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      Looking into Pandora's Box: The Content of Sci-Hub and its Usage

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      F1000Research

      F1000Research

      publishing, copyright, sci-hub, open access, intellectual property, piracy

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          Abstract

          Despite the growth of Open Access, potentially illegally circumventing paywalls to access scholarly publications is becoming a more mainstream phenomenon. The web service Sci-Hub is amongst the biggest facilitators of this, offering free access to around 62 million publications. So far it is not well studied how and why its users are accessing publications through Sci-Hub. By utilizing the recently released corpus of Sci-Hub and comparing it to the data of  ~28 million downloads done through the service, this study tries to address some of these questions. The comparative analysis shows that both the usage and complete corpus is largely made up of recently published articles, with users disproportionately favoring newer articles and 35% of downloaded articles being published after 2013. These results hint that embargo periods before publications become Open Access are frequently circumnavigated using Guerilla Open Access approaches like Sci-Hub. On a journal level, the downloads show a bias towards some scholarly disciplines, especially Chemistry, suggesting increased barriers to access for these. Comparing the use and corpus on a publisher level, it becomes clear that only 11% of publishers are highly requested in comparison to the baseline frequency, while 45% of all publishers are significantly less accessed than expected. Despite this, the oligopoly of publishers is even more remarkable on the level of content consumption, with 80% of all downloads being published through only 9 publishers. All of this suggests that Sci-Hub is used by different populations and for a number of different reasons, and that there is still a lack of access to the published scientific record. A further analysis of these openly available data resources will undoubtedly be valuable for the investigation of academic publishing.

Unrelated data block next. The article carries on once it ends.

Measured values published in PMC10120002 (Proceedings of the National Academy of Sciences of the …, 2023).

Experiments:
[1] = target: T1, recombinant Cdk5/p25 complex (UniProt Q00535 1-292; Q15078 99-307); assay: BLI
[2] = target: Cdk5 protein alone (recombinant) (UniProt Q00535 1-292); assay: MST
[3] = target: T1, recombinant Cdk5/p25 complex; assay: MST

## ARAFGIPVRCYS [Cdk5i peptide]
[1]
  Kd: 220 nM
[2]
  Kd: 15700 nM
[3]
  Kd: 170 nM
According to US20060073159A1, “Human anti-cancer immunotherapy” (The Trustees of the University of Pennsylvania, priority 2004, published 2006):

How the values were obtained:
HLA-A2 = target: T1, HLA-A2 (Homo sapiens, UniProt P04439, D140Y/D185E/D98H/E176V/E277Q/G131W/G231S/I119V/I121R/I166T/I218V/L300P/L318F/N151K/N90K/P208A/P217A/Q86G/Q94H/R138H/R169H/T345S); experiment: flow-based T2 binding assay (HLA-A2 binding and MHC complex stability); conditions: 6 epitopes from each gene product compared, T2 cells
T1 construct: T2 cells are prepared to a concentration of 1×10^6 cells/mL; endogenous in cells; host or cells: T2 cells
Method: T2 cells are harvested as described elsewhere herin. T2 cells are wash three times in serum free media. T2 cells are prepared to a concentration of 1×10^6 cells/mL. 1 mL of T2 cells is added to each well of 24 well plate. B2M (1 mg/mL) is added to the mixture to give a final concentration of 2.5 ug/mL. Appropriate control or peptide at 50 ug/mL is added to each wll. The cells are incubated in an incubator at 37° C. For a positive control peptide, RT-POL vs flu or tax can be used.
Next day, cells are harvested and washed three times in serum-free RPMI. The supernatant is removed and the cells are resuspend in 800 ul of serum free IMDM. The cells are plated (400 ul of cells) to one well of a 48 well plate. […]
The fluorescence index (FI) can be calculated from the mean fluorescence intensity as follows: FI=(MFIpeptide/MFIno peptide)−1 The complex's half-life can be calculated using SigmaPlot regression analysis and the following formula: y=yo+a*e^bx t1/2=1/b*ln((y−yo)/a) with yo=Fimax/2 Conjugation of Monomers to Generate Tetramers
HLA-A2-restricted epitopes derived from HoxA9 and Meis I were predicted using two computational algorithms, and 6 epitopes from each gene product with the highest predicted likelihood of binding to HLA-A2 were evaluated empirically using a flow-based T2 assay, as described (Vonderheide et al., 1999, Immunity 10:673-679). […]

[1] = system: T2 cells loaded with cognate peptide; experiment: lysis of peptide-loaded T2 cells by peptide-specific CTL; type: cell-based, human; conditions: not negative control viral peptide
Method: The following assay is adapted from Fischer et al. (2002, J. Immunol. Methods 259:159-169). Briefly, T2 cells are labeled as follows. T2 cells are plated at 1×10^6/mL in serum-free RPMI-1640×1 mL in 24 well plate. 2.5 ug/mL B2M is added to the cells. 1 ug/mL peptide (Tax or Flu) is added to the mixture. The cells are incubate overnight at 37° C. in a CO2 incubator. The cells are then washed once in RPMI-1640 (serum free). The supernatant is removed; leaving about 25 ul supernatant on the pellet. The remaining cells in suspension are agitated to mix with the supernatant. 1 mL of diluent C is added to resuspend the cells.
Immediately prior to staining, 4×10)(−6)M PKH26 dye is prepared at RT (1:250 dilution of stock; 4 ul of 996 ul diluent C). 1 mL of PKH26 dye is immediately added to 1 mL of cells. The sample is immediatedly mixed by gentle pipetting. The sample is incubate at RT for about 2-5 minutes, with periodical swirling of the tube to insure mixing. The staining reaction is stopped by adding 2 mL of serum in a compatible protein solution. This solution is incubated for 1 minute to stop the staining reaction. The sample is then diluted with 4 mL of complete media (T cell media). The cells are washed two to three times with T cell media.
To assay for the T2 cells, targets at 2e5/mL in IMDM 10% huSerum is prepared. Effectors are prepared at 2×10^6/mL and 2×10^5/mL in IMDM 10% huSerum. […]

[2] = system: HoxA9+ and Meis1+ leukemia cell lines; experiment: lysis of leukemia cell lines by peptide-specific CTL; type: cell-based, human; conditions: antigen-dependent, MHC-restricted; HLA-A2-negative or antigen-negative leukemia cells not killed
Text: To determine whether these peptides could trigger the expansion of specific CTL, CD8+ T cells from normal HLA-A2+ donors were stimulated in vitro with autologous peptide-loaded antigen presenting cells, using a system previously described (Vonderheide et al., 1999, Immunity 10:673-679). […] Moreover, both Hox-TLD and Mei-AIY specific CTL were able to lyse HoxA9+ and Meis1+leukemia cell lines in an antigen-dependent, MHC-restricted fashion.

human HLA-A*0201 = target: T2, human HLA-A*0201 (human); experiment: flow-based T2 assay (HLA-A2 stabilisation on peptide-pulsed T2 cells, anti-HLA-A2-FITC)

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          Most cited references 18

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          The Oligopoly of Academic Publishers in the Digital Era